Zipcar (NAS: ZIP) is tired of seeing its stock being driven in reverse.
The country's leading auto-sharing service posted blowout quarterly results after Thursday's market close. A blowout isn't welcome when you're driving a Zipcar, but it comes as a welcome sight for investors.
Revenue climbed 15%, to $78.2 million, fueled by an 18% increase in membership. There are now 767,000 Zipsters out there with the ability to seamlessly rent cars by the hour -- with gas and insurance included.
Would it be better to see revenue growing faster than its fleet of drivers? Sure. That would mean that the average user is getting more value out of the annual membership. However, a 15% boost is better than the mere 11% top-line advance that analysts were forecasting.
The news gets even better on the bottom line, where profitability popped fivefold to $0.10 a share. Wall Street was actually looking for net income to decline to $0.01 a share during the period.
Zipcar now has a presence in more than 300 different college campuses. It recently entered my hometown of Miami -- scattering a few hybrids, convertibles, and luxury rentals across Downtown Miami and Miami Beach -- for its twentieth metropolitan market.
The margin-widening performance is encouraging, and its ability to keep its original markets booming is a testament to the long-term viability of the Zipcar model. Its four established markets -- Boston, New York, Washington, D.C., and San Francisco -- matched the company's year-over-year revenue growth of 15%. More importantly, pre-tax operating profit margins widened from 23%, to 29%.
The current quarter is a seasonally soft period, and Hurricane Sandy's disruption in the company's northeastern stronghold isn't helping. Analysts were targeting a profit of $0.09 a share on $69.3 million in revenue. The top-line forecast is in line with the $67 million to $71 million that Zipcar is expecting, but Zipcar's guidance calls for earnings to come in between breakeven and $0.08 a share.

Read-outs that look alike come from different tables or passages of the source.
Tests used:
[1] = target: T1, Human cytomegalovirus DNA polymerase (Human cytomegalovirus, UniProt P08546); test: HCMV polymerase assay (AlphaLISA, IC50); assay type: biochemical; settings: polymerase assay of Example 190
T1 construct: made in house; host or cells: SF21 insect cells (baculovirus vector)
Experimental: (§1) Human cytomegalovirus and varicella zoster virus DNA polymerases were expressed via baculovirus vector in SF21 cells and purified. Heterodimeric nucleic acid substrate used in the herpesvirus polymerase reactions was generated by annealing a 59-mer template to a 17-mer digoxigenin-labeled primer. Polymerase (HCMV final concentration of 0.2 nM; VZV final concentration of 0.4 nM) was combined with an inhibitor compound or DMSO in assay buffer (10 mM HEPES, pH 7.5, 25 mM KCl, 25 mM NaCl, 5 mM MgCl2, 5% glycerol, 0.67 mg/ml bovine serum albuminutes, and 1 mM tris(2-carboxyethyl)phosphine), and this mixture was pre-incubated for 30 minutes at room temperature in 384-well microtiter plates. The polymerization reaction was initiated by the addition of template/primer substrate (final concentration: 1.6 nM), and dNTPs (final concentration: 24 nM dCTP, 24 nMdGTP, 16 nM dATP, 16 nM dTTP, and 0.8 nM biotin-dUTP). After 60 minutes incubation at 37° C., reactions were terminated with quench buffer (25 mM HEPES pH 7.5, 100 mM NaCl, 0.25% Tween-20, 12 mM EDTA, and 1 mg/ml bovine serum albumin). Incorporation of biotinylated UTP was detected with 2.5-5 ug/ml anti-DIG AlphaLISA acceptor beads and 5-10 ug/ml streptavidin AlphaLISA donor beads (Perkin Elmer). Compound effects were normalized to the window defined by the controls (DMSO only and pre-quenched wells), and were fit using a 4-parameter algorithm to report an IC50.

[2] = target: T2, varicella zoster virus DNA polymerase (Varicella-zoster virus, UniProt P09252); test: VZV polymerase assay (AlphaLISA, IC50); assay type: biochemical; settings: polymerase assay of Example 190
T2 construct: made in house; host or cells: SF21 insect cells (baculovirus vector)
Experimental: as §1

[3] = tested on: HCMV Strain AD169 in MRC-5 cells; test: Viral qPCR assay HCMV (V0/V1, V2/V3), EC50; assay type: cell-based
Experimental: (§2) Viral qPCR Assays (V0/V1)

The good news here is that the strong third quarter still finds Zipcar raising its revenue, earnings, and adjusted EBITDA targets for all of 2012.
The bottom line here is that Zipcar keeps rolling, despite competitive pressures. Hertz (NYS: HTZ) continues to invest in Hertz On Demand, even with its focus now on completing its $2.3 billion deal for Dollar Thrifty (NYS: DTG) . Avis Budget (NAS: CAR) has been emphasizing auto-sharing at the enterprise level. Even General Motors (NYS: GM) can be considered a threat now that it lets OnStar-equipped car drivers offer up their vehicles through RelayRides.
However, as long as Zipcar keeps growing -- and that's certainly happening both here and abroad -- the stock won't be stuck in the single digits for long.
Shifting into gear
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The article Zipcar Steps on the Gas originally appeared on Fool.com.
Longtime Fool contributor Rick Aristotle Munarriz owns shares of Zipcar. The Motley Fool owns shares of Hertz Global Holdings and Zipcar. Motley Fool newsletter services recommend General Motors Company and Zipcar. Try any of our Foolish newsletter services free for 30 days. We Fools may not all hold the same opinions, but we all believe that considering a diverse range of insights makes us better investors. The Motley Fool has a disclosure policy.
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